• Agree on the formulation of the proposed Asia-Pacific Civil Registrars’ Network and the objectives, principals, roles, modalities and structure
• Present good practices, pilots and promising innovations at national level, and provide guidance on how to most effectively manage and scale up innovations to strengthen CRVS systems
As a first step in assisting its client countries to close this identity gap, the World Bank Group’s ID4D initiative conducts Identity Management Systems Analyses (IMSAs) to evaluate countries’ identity ecosystems and facilitate collaboration with governments for future work. To date, analyses have been conducted in 17 African countries. Overall, these analyses reveal a wide range of identity system types and levels of development. Some countries have systems that are relatively advanced in terms of coverage, robustness, integration, and utility.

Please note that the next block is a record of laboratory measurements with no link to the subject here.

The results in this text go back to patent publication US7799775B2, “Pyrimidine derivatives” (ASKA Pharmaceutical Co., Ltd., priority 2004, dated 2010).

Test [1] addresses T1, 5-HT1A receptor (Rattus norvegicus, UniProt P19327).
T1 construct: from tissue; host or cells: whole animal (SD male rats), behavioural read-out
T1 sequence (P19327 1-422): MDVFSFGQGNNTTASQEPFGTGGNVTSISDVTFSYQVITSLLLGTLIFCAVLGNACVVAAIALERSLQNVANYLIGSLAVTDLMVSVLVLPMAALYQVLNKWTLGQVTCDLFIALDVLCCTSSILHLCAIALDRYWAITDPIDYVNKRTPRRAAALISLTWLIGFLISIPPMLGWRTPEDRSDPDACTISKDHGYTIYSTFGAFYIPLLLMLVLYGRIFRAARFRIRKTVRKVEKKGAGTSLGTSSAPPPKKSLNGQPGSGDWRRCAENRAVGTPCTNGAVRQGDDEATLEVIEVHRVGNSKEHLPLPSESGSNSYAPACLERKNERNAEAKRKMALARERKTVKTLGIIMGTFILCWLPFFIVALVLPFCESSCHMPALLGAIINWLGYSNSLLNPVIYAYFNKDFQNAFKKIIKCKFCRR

This publication provides a brief sketch of foundational ID systems in 48 African countries, giving valuable information on the state of birth registration and national ID systems in each country.
The government's identity card proposals have far-reaching implications. The creation of a nation-wide population database on such a scale and with such complexity has rarely been attempted anywhere in the world. It is not surprising, therefore, that the proposals have sparked a lively debate throughout British society. The Government asserts that its version of a national identity system offers the potential to combat the threat of terrorism, identity fraud and illegal working.
United Nations Statistics Division (UNSD), in cooperation with the Organization for Security and Co-operation in Europe (OSCE) and the Asian Development Bank (ADB) is organizing a Technical Seminar on Legal Framework for Civil Registration, Vital Statistics and Identity Management Systems. The seminar will take place in Manila, Philippines, from 17 to 19 July 2017 and will be conducted in English.